I think there is a lesson here in Graceland. The rise from affordability, family, and honest work for honest pay. When we prop up one person and millions who have little happily give up their money to that idol, the money does not go to only them. It feeds a system of people who live and make wealth off the opportunity of others making no real product or music. And was this idol worship good for Elvis? Certainly his traumatic slide and dramatic end makes a great tale and has an almost God-like or Greek Tragedy quality in its telling, but at the root of it, Elvis was simply a young man who liked to sing and play his guitar. Was the result worth it? And, is the result, the need we now have to want to ‘live like a rock star’ a healthy attitude? Do young people even today associate ‘bad behavior and choice’ as a goal to work towards? Wealthy people mis-behaving, abusing themselves and those around them? Is this what we have become?

If this were not the move the world made from 1950’s to today, we might be able to buy a ticket at a good price to sit in a little honky tonk and listen to the ‘old man’ Elvis play his guitar and sing us some of our old favorites. Instead we have a shrine to the lifestyle and waste and we happily worship at it, only hoping we might be so “lucky”.elvisgrave


  1. Very interesting. I think Elvis was a reluctant big star and was probably shuffled around by others instead of living how he really wanted to live. Maybe not, but he never seemed happy in his later years. My husband and I bought a starter home when we were married 16 years ago similar to Elvis' first home. It's a small cottage 2 bedrooms and one bath. We came very near to upgrading to a larger home 10 years ago but did not go through with it, so we are still in our original home. And I'm really glad we never upgraded to a larger home because we don't need the extra space. It's just us. And by keeping this smaller much less expensive home, we are more financially secure than if we would have continued to buy bigger houses, always starting off with another 30 year mortgage. We were very fortunate to have paid off our little house, but if it would have been the larger one, we would still have a note for sure.
    It frees you up financially to make other decisions and take one step out of the rat race to slow down.

    I'm hoping to be able to either change jobs to something less stressful or stay at home soon. I'm so ready to live more simply and live off one income.

  2. Stephanie-I agree that Elvis was rather a reluctant star. And really, think how much happier he would have been if he realized one can say "NO" and that the 'dream' does not have to be bigger always!
    I read how much he loved Christmas and Family time, imagine if he had stayed more local, doing some world/country concerts sometimes, less movies and just played his music, got his music. Also think how he could have improved his home state as well if he continued to live and do his actual playing there.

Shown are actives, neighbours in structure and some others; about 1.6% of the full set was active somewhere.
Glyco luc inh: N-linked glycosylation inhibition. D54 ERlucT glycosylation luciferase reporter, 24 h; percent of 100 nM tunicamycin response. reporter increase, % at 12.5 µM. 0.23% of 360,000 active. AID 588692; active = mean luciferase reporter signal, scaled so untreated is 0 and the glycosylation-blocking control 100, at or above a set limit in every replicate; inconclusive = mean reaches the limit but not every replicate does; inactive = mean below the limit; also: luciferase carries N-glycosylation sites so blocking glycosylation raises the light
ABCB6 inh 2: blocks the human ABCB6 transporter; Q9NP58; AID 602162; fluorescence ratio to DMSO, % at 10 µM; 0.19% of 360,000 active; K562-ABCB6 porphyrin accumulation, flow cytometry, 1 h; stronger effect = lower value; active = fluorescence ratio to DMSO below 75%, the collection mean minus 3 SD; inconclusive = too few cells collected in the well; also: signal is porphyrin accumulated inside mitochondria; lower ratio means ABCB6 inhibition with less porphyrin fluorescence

But we are sold this dream, really starting in the 1950's, that we need to be always growing and getting bigger. That is the same issue with our economy today, it is not rational to have a finite world and expect to continually grow, it isn't logical. And when we see most of the sadness and bad things in the world, they often follow the tail of "One step further, one more thing", rather it is our weight our debt our nation. Moderation may as well be stricken from the Dictionary, for it has no real meaning or purpose in anything we seem to do as modern people.
    I know of a young person, who is 20, works 40 hours minimum wage, carries a student load debt, credit card debt and just updated his i-phone. That is he got the latest version of it which is over 300 dollars I believe. I also found out that the monthly bill for that phone is over 100 dollars. Now, consider after taxes this person makes maybe 200 after taxes. Half of each first month's paycheck goes to pay a monthly service to be able to type some random emoticons to friends. That is an insane way to live and it is the normal everyday situation of most people.
    Without moderation and realistic views of how an economy and a life can be lead, destruction cannot be far behind.
    I hate to sound doom and gloom, but it is hard not to see the writing on the wall more and more every day. I used to be plugged into this world in the same way with no thought of spending etc, and now when I consider my old pre 1955 life I shudder and think of how we might have ended up.